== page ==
‘Your problem’: A precedent-setting legal review of coastal erosion policy for the Hawkes Bay found regional councils should be responsible for managed retreats and building sea walls to cope with rising sea levels. (Stuff’s Marty Sharpe)

Yikes: National’s losing candidate for Upper Harbour at the 2020 election, Jake Bezzant, resigned from the party after admitting pretending to be his ex-girlfriend online and sending NSFW pictures of her to others in exchange for other NSFW pictures. (Stuff’s Henry Cooke) That adds to the list of National MPs who have left early due to HR or other issues in the last four years, including Todd Barclay, Andrew Falloon, Jamie-lee Ross, Nick Smith, Hamish Walker and Jian Yang.


Council water bills may total $185b by 2052

Local Government Minister Nanaia Mahuta released reports yesterday showing the cost of improving water quality, catching up with past under-investment and dealing with climate change could cost councils between $120b and $185b by 2051.

Mahuta argued it increased the urgency for the Government’s current Three Waters reforms towards telescoping down 67 council-owned water owners to three to five water authorities over the next three years. Mahuta wants a couple of them in place before the next council elections in October next year.

The reports by Scotland’s water authority, which undertook a similar amalgamation over the last 20 years, and consultants Farrierswier, Deloitte and Beca made the case for combinations down to between three and five bodies. They pointed to potential savings for ratepayers in the absence of action of around $2,000 a year as the larger authorities found efficiencies and cheaper borrowing costs. Here’s one projection for four bodies.

The reports argued reforms to reduce the number authorities and keep them in state ownership would deliver a $14b to $23b increase in GDP and between 5,900 and 9,300 new jobs.

“It is clear the affordability challenges facing our water infrastructure are too great for councils alone,” Mahuta said, adding cabinet decisions on the proposed numbers of authorities and boundaries were likely in the “coming months.”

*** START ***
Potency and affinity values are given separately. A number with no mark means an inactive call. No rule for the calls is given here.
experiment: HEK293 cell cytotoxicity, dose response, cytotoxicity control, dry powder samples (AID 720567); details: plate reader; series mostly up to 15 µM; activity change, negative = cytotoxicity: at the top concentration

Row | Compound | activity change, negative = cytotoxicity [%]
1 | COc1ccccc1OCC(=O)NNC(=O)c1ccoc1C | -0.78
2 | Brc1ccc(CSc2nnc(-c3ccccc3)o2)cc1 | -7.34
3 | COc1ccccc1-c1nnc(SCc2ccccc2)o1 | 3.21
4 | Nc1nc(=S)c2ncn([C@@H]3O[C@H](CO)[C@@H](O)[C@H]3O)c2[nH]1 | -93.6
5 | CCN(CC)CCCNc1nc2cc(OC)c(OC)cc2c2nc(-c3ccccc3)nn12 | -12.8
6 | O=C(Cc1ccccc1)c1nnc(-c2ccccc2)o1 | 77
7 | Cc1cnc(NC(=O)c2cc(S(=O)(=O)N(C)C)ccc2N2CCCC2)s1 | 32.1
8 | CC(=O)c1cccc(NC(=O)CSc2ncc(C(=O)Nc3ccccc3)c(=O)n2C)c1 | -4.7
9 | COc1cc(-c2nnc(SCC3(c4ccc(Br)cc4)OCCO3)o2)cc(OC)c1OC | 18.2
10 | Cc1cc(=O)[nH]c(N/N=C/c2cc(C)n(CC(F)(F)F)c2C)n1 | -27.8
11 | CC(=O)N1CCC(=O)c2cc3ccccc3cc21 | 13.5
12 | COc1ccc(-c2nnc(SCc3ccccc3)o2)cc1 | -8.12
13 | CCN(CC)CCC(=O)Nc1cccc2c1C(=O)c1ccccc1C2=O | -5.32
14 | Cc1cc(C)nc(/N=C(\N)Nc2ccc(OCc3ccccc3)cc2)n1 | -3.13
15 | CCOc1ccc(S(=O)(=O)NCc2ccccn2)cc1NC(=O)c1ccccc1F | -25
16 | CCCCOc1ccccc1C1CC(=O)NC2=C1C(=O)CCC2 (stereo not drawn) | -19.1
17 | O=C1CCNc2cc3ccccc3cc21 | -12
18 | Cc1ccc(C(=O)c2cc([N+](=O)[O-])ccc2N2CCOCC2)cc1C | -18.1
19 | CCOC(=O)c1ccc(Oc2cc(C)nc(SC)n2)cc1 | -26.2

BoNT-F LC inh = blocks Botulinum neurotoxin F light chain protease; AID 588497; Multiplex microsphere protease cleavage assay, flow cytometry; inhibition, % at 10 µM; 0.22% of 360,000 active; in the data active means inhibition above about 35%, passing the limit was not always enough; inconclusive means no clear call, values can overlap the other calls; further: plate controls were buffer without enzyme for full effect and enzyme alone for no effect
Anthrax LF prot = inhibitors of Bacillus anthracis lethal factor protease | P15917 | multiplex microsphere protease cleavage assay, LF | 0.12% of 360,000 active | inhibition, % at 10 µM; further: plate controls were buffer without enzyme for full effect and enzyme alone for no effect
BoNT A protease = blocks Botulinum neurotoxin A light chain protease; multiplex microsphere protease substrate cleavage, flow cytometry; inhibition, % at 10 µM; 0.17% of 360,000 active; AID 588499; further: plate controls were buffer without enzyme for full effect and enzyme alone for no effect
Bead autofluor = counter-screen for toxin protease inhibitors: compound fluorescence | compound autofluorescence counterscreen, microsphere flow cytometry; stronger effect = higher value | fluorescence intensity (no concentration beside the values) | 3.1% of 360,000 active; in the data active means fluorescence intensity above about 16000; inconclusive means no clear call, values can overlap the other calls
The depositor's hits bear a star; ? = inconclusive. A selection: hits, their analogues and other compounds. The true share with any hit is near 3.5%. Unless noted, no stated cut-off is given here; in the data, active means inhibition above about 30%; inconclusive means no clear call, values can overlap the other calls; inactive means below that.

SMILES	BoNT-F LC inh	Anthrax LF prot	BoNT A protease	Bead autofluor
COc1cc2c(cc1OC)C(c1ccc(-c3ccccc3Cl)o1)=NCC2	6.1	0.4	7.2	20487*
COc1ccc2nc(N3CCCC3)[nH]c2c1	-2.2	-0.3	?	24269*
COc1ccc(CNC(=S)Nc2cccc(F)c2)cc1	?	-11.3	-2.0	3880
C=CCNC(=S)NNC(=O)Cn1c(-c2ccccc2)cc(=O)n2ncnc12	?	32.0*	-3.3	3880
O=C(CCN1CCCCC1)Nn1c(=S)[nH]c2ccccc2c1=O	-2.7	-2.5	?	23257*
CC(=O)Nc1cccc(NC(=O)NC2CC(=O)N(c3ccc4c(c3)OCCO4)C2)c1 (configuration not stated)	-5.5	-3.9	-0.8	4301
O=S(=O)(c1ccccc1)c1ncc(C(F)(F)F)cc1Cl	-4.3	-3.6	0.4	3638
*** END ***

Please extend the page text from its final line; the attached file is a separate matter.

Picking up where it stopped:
‘Do it, or it’ll cost you’

The projected cost is up from between $70b and $96b in the first study by the Scottish authority. This second round estimate sees the costs of upgrading the existing asset base at between $57b to $100b billion, and of maintaining and refurbishing existing or new assets at between $63b to $85 billion.

This compares with current council long term plans for investment of between $42 billion to $81 billion over the next 30 years. That implies council plans are currrently $80b to $100b below requirements.

The study by the Water Infrastructure Commission of Scotland (WICS) estimated average household costs for New Zealand’s rural councils would need to increase by between three and 13 times current costs without the amalgamations and investment, while the average for provincial councils was expected to be between two and eight times. The big city average was for a cost increase of between 1.5 and seven times current costs without the reforms.

Benefits and preferences

Deloitte estimated the investment at the higher level would increase average real annual wages by 0.16% - 0.26% over the same period, “reflecting an increase in productivity and higher skilled employment opportunities.”

“The WICS analysis shows that scenarios ranging from one to four entities provide the greatest opportunities for scale efficiencies and related benefits in terms of improved levels of service and more affordable household bills (when compared against the ‘without reform’ counterfactual),” the report said.

“Due to the large accumulated investment deficit, reflecting historic under-investment, price rises won’t be avoidable in some areas under a reform scenario. However, expected price increases would be far less than would otherwise be necessary without reform,” it said.

‘They stole this much from the future’

The report reinforced just how many councils had not reinvested in line with their own depreciation forecasts — effectively reducing spending and loading up the true costs on future generations.

It said seven councils had ‘Three Waters’ revenues that did not cover all their operating costs or interest costs, or any depreciation of water infrastructure, while four councils reported investment expenditure to replace and refurbish assets of less than 30% of the economic depreciation. There were 22 councils who had invested less than 50% of depreciation, 33 who had invested less than 60% and 51 councils who had covered less than 80% of depreciation.